A black taxi cab, a single-decker green bus, and a double-decker red bus, on display at the Access All Areas show.

PEARL at University College London

PEARL stands for Person-Environment-Activity Research Laboratory, and it’s a massive space where they can create life-size streets, town squares, railway stations, etc for research purposes. This allows them to test new ideas and designs by watching how people respond and interact with the environment.

At this show they were demonstrating a potential way of helping visually impaired people to use buses. Every bus route already has a number, so by assigning a unique note to each digit from 0-9, a tune can be played at the bus stop when the bus is approaching. And then, by giving every single bus stop a unique 5-digit code as well, the tune for each stop can play on the bus as it approaches.

From trying out their experiment at the event, it was very easy to memorise the tunes for the bus and bus stop I needed, and then recall them later during the virtual journey we were watching on screen. So it did work. And having a computer play a tune from a set of notes is probably easier than recording lots of speech. But if you don’t know the number or tune for the bus or stop you want, it’s not going to be that useful – though if there’s an app on your phone you can use to find out, that would be useful.

Personally, however, I much prefer the spoken announcements, because I find it more informative and reassuring to hear actual place names spoken, especially when I’m in an unfamiliar location. But this idea could be useful for others I’m sure, so it’ll be interesting to see if it progresses further.

Leaflet about the Pearl project at University College London.

Other Research & Consultations

TfL Consultations are keen for people to have their say on upcoming plans, so their website is worth keeping an eye on to see if there’s anything that may affect you. They can make the information available in alternative formats. Their plans include the Mayor’s Transport Strategy, getting Londoners to walk and cycle more, making the roads safer, and making all transport easier to use in general. If you have more immediate enquiries or help requirements, then TfL’s Help & Contacts page is a good place to start..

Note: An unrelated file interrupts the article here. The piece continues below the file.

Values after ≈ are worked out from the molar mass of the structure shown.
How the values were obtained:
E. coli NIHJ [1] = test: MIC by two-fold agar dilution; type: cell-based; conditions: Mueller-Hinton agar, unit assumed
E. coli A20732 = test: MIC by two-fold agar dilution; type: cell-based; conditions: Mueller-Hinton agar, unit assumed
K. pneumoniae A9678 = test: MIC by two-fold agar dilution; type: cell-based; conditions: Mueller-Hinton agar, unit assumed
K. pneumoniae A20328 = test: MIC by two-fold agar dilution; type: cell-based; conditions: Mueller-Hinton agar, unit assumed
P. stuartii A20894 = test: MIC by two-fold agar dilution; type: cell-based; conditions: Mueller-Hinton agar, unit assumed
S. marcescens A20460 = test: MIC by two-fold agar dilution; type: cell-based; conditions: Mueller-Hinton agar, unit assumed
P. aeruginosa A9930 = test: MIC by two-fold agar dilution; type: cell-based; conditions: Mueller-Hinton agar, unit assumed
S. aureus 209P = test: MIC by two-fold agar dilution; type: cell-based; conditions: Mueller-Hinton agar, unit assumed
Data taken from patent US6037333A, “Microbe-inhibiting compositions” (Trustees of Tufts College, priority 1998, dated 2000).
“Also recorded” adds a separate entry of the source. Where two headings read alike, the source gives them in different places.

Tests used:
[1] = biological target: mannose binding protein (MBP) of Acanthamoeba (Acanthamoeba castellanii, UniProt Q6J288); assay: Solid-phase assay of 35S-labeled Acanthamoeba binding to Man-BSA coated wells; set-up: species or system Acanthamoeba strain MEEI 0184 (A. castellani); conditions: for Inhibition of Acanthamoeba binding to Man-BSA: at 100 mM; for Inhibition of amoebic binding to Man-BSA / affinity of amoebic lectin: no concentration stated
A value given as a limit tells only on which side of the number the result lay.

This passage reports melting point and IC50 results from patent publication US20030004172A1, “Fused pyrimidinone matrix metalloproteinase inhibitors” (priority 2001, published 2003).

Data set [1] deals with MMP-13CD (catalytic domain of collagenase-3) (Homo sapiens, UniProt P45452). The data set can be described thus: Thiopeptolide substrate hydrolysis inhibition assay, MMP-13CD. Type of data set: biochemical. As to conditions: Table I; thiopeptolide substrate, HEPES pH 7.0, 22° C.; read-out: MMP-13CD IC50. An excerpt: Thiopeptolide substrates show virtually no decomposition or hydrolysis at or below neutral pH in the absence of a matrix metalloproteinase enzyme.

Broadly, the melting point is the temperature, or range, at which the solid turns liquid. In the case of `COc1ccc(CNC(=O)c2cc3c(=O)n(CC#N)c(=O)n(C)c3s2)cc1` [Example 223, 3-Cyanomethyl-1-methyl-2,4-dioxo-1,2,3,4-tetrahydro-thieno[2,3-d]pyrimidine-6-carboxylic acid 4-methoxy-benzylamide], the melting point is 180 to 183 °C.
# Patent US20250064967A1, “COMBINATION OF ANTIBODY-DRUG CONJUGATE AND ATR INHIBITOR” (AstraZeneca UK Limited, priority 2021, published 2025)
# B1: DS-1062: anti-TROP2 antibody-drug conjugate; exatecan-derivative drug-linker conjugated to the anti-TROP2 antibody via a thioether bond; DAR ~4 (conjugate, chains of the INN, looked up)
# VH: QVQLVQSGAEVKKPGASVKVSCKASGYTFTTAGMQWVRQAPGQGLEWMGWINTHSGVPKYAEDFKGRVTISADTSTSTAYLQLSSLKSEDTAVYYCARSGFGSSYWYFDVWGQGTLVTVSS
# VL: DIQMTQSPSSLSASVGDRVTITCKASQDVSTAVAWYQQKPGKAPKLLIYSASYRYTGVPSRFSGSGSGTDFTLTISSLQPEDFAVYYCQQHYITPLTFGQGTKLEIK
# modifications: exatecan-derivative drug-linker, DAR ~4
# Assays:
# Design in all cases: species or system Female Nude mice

My London Journeys is a feedback community made up of disabled people, run by a company called Future Thinking on behalf of TfL. I saw their presentation workshop at the event, where they discussed some of the issues that people have raised. You can email them if you’d like to join the community.

The Research Institute for Disabled Consumers (RIDC) are a UK-wide consumer panel, made up of a huge community of disabled people, who take part in surveys, interviews, focus groups, mystery shopping, product testing, etc. So do join the panel if you want to get involved. You fill in an initial survey with some basic details to register, then you’re sent a more detailed survey which digs deeper to find out more about you, to ensure they only send you research opportunities of relevance and interest to you..

London TravelWatch is the independent statutory watchdog for transport users in and around the city. At the show they gave out a leaflet with their 10 key polices to help keep London moving, looking at all forms of transport in the city, including a commitment to accessibility for everyone. I also noticed that pavement obstructions have been one key area of action for them recently, with the City of London promising to clear its streets of advertising boards, which is great because hazards like those are a real nuisance.

TravelWatch leaflet page listing transport users 10 priorities, including sustained investment, reliable bus services, simper and better value fares, reliable and accessible information, and transport networks accessible to all.

Operation Clearway